There have been contrasting reactions to the emergence of Topgolf, but one thing is for sure, Topgolf has taken the traditional driving range to an entirely different level.

Some have likened it to a bowling center for golfers and it’s easy to draw the comparisons, but my favorite description is of a giant electronic dartboard.

“Topgolf is a mixture of food, music, sports and fun,” said Morgan Wallace, the Senior Communications Specialist for Topgolf. “The unique thing about Topgolf is that it’s entertainment for everyone; all ages, all skill levels, all year round. You don’t have to be a golfer to enjoy your time at Topgolf.”

The first three Topgolf locations opened in the United Kingdom, starting with one is Watford in 2000, followed by one in Chigwell in 2004 and Surrey in 2005. The company came to the United States in 2005.

Architectural Photography by Michael Baxter, Baxter Imaging LLC

There are 30 locations in the United States and with several more scheduled to open in the future. There is only one in California – the one I visited in Roseville – but rumors put one in San Jose soon, as well as locations in the Southern California market.  Topgolf does not comment on potential locations.

Wallace admits the growth is rapid.

“I am not sure what their projections were when we started, but we are growing very quickly,” said Wallace. “We are expected to open 7-10 locations a year for the next few years.”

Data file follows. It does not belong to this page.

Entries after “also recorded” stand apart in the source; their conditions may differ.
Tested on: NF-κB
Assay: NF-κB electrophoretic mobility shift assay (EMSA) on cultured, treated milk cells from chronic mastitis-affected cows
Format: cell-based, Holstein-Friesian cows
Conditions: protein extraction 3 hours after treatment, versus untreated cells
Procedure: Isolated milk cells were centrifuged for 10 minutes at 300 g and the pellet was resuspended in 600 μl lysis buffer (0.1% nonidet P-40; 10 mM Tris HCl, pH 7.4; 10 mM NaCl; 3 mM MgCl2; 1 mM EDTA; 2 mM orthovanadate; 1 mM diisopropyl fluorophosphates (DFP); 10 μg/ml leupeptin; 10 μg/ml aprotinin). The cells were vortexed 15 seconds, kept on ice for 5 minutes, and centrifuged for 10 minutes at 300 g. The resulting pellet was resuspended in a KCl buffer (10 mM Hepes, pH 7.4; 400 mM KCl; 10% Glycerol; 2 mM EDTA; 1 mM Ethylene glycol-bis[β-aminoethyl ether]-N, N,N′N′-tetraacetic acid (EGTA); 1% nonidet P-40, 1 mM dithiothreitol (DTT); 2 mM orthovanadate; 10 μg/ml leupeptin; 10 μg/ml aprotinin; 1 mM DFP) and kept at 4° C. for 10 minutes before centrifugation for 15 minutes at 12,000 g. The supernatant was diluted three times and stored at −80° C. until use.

The one in Roseville was stunning from the time I saw it from the freeway right through our experience.

The facilities are multi-level driving ranges, with the golfers trying to hit into one of 11 target greens. Each target is broken down into a dart-board type scoring system with points awarded for how close they get to the pin. Barely reach the green and the points are limited. Stick your shot and reap the benefits.

Architectural Photography by Michael Baxter, Baxter Imaging LLC

The balls all contain electronic chips and when they land within the  targets located on the range, the score is transmitted back to the bay where the players are lounging.

There are a variety of games to be played, ranging from the basic, hit it anywhere type game to more specialized games demanding accuracy.

There are two televisions in each bay, one for keeping track of whatever game is being played and one for regular TV. Music is playing throughout the facility and it comes off as one big party involving hitting golf balls.

Some golf purists have demeaned Topgolf as a gimmick, but I take the opposite approach. It can be a valuable practice center for the serious golfer, but it also is a place that exposes the game to a new audience.

“We have something for everyone at Topgolf. We have great games and amenities for golfers and great amenities for non-golfers,” said Wallace. “There are many great membership options for those that are focusing on the games specifically. Our partnerships with PGA and LPGA are opening up many doors for us and we hope golfers and non-golfers alike will take part as well.”